Memristive devices1 have become a promising candidate for energy-efficient and high-throughput unconventional computing2. The computing can be implemented on a Resistive Neural Network3 with memristive synapses4 and neurons5 or a Capacitive Neural Network6 with memcapacitive synapses and neurons. In this seminar, I will first briefly introduce memristive devices and the key idea of bio-inspired computing. I will then focus on our recent experimental demonstrations of unconventional computing using memristive networks with different levels of bio-inspirations: first, deep learning accelerators3 with supervised online learning7; second, neuromorphic computing4,8 for pattern classification with unsupervised learning5,6, last, other computing applications such as true random number generators9 for cybersecurity and artificial nociceptors for robotics10.
1 Yang, J. J. et al. Memristive switching mechanism for metal/oxide/metal nanodevices. Nature Nanotechnology 3, 429-433 (2008).
2 Yang, J. J., Strukov, D. B. & Stewart, D. R. Memristive devices for computing. Nature Nanotechnology 8, 13-24 (2013).
3 Li, C. et al. Analogue signal and image processing with large memristor crossbars. Nature Electronics 1, 52 (2017).
4 Wang, Z. et al. Memristors with diffusive dynamics as synaptic emulators for neuromorphic computing. Nature Materials 16, 101-108 (2017).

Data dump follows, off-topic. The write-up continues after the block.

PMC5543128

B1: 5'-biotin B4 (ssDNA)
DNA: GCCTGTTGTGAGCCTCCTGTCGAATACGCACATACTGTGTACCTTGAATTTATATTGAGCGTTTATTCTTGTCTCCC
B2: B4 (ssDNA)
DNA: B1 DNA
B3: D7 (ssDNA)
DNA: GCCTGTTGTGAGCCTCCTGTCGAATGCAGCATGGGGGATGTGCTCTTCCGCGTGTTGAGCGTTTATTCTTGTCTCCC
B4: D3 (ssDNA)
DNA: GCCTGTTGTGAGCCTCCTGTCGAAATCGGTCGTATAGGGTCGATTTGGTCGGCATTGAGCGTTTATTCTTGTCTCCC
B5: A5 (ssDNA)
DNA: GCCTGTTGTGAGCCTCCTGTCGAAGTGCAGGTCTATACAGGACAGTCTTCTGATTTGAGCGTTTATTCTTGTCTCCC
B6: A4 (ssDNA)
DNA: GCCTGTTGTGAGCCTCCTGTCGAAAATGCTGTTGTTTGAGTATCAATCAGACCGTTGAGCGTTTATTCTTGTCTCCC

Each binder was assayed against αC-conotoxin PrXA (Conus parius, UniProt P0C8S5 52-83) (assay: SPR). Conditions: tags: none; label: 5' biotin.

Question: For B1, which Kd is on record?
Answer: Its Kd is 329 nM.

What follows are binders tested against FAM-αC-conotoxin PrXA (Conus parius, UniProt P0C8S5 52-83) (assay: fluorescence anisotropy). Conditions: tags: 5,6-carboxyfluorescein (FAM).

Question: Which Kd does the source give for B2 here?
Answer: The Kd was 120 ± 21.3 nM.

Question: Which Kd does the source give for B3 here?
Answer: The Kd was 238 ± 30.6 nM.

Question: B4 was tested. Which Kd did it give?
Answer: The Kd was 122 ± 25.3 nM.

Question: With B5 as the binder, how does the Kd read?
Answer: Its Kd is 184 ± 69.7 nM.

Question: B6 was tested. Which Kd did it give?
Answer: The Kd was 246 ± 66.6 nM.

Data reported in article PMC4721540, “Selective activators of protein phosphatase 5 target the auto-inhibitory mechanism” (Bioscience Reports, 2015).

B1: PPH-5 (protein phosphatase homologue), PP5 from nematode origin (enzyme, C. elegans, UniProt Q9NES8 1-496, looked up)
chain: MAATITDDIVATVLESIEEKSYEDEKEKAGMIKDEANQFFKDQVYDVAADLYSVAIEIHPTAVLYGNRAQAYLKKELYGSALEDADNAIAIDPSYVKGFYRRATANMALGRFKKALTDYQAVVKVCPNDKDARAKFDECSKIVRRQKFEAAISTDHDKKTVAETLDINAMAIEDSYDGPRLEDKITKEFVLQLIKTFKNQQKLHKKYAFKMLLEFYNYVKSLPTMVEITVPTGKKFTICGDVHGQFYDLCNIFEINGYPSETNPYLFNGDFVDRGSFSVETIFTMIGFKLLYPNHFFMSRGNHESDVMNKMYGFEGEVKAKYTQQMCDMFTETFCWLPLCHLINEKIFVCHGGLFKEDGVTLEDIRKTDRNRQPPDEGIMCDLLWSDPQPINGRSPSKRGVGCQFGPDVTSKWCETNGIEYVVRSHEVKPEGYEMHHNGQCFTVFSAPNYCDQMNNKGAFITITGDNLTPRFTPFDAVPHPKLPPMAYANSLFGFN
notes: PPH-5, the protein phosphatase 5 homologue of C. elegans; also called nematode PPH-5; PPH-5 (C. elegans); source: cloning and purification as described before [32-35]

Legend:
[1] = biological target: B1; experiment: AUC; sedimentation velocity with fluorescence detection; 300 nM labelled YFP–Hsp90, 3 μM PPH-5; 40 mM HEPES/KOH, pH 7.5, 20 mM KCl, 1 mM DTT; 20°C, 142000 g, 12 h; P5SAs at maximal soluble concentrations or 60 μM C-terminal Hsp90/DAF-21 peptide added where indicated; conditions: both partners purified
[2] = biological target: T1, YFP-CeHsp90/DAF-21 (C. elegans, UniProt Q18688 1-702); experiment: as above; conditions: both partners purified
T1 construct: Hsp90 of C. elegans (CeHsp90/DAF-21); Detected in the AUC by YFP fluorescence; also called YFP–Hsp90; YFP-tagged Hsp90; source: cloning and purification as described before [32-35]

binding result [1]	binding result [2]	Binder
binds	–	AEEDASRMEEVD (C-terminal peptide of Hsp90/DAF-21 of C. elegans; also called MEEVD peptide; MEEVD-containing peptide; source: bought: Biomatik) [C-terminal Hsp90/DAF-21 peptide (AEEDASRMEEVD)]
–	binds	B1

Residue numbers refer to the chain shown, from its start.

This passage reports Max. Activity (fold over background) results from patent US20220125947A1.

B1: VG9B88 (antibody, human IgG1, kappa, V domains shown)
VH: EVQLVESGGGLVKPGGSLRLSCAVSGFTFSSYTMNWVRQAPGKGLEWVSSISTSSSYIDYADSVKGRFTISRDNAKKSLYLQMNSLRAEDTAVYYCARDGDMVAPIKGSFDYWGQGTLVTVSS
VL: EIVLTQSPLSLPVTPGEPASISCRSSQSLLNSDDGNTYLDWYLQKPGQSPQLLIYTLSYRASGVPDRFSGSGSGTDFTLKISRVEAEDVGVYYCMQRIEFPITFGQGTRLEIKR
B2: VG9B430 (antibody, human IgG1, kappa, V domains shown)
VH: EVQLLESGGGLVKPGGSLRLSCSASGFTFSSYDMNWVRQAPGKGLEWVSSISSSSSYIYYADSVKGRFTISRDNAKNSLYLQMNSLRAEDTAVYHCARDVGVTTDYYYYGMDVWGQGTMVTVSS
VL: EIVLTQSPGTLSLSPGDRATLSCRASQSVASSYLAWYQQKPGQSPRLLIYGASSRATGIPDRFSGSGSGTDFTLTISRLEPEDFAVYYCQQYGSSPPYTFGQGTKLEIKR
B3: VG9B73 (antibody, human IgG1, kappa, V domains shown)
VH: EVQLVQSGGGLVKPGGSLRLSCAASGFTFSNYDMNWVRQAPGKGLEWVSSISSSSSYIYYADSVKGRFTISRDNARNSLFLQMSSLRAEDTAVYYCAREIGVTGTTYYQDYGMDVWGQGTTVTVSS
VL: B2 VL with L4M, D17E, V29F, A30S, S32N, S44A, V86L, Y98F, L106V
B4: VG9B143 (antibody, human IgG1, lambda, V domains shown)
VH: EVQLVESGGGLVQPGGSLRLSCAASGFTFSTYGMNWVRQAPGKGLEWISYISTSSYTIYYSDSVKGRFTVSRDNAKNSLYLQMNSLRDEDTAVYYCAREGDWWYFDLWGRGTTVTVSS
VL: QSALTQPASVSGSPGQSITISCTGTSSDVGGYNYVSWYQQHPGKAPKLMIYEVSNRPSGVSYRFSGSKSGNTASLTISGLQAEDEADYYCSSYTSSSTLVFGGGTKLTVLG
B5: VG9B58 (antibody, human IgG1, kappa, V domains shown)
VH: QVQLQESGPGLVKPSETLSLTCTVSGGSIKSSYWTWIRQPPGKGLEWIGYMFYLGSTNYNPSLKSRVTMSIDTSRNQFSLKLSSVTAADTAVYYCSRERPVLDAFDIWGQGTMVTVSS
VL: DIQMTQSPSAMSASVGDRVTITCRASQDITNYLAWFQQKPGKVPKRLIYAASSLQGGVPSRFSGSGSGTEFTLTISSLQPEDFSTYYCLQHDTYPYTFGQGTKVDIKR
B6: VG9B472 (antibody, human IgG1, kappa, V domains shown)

5 Wang, Z. et al. Fully memristive neural networks for pattern classification with unsupervised learning. Nature Electronics 1, 137-145 (2018).
6 Wang, Z. et al. Capacitive neural network with neuro-transistors. Nature Communications 9, 3208 (2018).
7 Li, C. et al. Efficient and self-adaptive in-situ learning in multilayer memristive neural networks. Nature communications 9, 2385 (2018).
8 Midya, R. et al. Anatomy of Ag/Hafnia-Based Selectors with 1E10 Nonlinearity. Advanced Materials 29, 1604457 (2017).
9 Jiang, H. et al. A Novel True Random Number Generator Based on a Stochastic Diffusive Memristor. Nature communications 8, 882 (2017).
10 Yoon, J. H. et al. An artificial nociceptor based on a diffusive memristor. Nature Communications 9, 417 (2018).
Dr. J. Joshua Yang is a professor of the Department of Electrical and Computer Engineering at the University of Massachusetts, Amherst. Before joining UMass in 2015, he spent eight years at HP Labs leading the memristive materials and devices team. His current research interests are Nanoelectronics and Nanoionics for computing applications, where he authored and co-authored over 130 technical papers and holds 97 granted and over 60 pending US Patents. He obtained his PhD from the University of Wisconsin – Madison in Material Science Program in 2007.